The lads eventually got themselves ready to go and we left the transition with about 20 minutes to spare before the cut-off for the even-shorter-course, and headed out onto the cycling leg. We were going to be on roads for quite a while. But what roads they were! We had a classic alpine zig-zagging descent out of La Tour and down the valley towards where the last control had been placed. From there we had to climb back up to the point where we had joined the road earlier in the morning. This took us to the top of a col where we had a great panoramic view of the next valley.

Another great road descent took us along the side of this valley, before the road started climbing again. And what a climb that turned out to be. We had to climb to a high col to cross into the next major valley system. In the mid-day heat this was brutally tough. But, having come from a rain drenched Irish summer I was relishing the experience. I hadn’t spotted that there was a short tunnel at the top of the climb which meant we skipped about 100 meters of climbing, so that was a pleasant surprise when we got there.

A quick downhill spin took us through the village of Utelle. That lads wanted to stop for a coffee at roadside cafe they spotted, but I convinced them that there was a bigger town coming up later and it would probably be better to stop there.

The views from the far side of Utelle looking down into the Vesubie valley and gorge far below us were absolutely stunning. Equally stunning was the sight of the zig-zag road winding its way down the mountain into the valley. Man, this descent was going to be an absolute  blast.

I took off downhill with the lads in pursuit. It was as enjoyable a descent as it looked. It took us hours of hard work to get to the heights of the col, but we had it all burned off in no time in joyous descent. At first the lads held back a bit, and I had to wait for them after 5 minutes of flying down the hill. But after that they were hot on my tail all the way to floor of the valley.

We then crossed the Vesubie river over an old span bridge, which we stopped on to take in the views of the gorge in both directions. A left turn had us climbing again to head up the valley to the town of Lantosque. This road was a lot busier, and was a rare unenjoyable section of the race. It went by quickly enough though.

As we hit the outskirts of Lantosque I was keeping an eye out for a cafe for the promised coffee stop. However we had to turn away from the town more quickly than I had anticipated, and we never came across one. We now had to start another serious climb out of the Vesubie valley which would take us up more twisty zig-zaggy roads up through small picturesque villages higher in the mountains.

As we climbed up the zig-zags I could hear a team talking behind and below us. After about an hours climbing we arrived at the village of Saint Colomban, where we stopped for a rest and a water resupply at the public fountain. Just as we were readying to leave the team behind rolled in. It turned out it was Team Dancing Pandas again. We cycled out and on to the next village together for while.

They were still in great form. I guessed they had stopped for a rest along the way, as it was unlikely they would have ended up behind us otherwise. Chatting away with them made the climb to the even smaller village of Camari seem to pass very quickly. From Camari were on off-road tracks again, thankfully. It was good to be back mountain biking properly!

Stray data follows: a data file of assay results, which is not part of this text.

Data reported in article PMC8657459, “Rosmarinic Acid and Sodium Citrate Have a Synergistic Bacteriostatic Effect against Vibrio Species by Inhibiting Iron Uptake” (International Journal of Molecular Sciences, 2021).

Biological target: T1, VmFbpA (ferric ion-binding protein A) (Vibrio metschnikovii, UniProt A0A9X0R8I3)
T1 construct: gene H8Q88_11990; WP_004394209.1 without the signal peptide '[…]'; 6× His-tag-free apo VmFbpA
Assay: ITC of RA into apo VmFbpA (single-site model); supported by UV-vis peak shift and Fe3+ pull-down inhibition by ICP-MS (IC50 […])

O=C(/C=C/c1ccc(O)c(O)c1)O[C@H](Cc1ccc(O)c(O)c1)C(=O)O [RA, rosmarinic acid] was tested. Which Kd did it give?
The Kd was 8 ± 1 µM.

Unfortunately it wasn’t long before the track out of Camari up through the valley ahead became too steep to cycle. We had to push our bikes for a kilometer or two, with just the occasional cycleable section. The views in the late afternoon sun were fantastic as usual! We weren’t in the mood to put a huge effort into the bike push and kept the pace fairly moderate. Dancing Pandas and another team rapidly left us behind as they pushed on at a harder pace.

About halfway up this forest trail climb we came to a fork. Both trails would take us to the next checkpoint. The left one was longer, but on the map it looked like the upper sections could potentially be a lot more rideable. The right branch was direct, but looked very steep and zig-zaggy, so was probably a push the whole way. Decisions decisions. Anthony then spotted that the road we would have to take at the top of the left branch was out of bounds. So the nasty right branch it would be.

It was a gruesome bike push all the way up, with the terrain getting progressively worse as we climbed. We kept the pace steady but it still seemed to take an age to reach get over the brow of the hill to the road we could cross at the top of the climb. By the time we reached there the light was fading fast, and the heat was dissipating rapidly.

Another team came up the road from our left and headed into the trail in front of. The checkpoint was only a few hundred meters up this trail.  We followed them up. I didn’t bother to take the time to get out my powerful helmet mounted bike lights, so used my small commuter light to light the path ahead. It was good enough. About 5 minutes later we rolled into the checkpoint. There were 2 or 3 other teams there, including the Dancing Pandas. It turned out our route choice must have been by far the better, as we had arrived at the same time, or thereabouts, despite having a notably slower pace.

The race rules for short coursed teams said we wouldn’t be allowed leave this checkpoint until 11 hours had passed since we left La Tour at the start of the cycle. We had only taken about 8 hours to get here. I guessed that there was no way the race organisers would stop teams leaving that were this close to the timeouts so late in the race. That turned out to be correct, so all the teams were free to leave straight away. However, I knew that once the lads had it in their heads that we would have to stop here that food and sleep would be on the agenda! And of course it was.

Dancing Pandas had a little conference, where they went through the remaining controls on the course ahead, which was the most of the 2nd mountain biking stage. We were nearly onto the last of the big maps (Map 14 of 15) though… we were getting close. This was going to be our last night of the race no matter what.

We agreed to take a 2 hour sleep and got into our sleeping bags on the forest floor without putting up any tents. On the seventh night of the race I think we all got to sleep in seconds!

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2 Responses to ARWC 2012 day 7 – When Short is Long

  1. ThomasBubendorfer says:

    This is a cracking read, even if it takes about as long as it did you for the entire adventure race. I have no idea how you manage to remember all those little details, though!

    • Eoin Keith says:

      Thanks Thomas. Yes, I was thinking myself that it’s taking longer to write than to race! I reckon that being a navigator helps with remembering details, but that could be a chicken and egg thing… you need to be constantly paying attention to details to be a good navigator.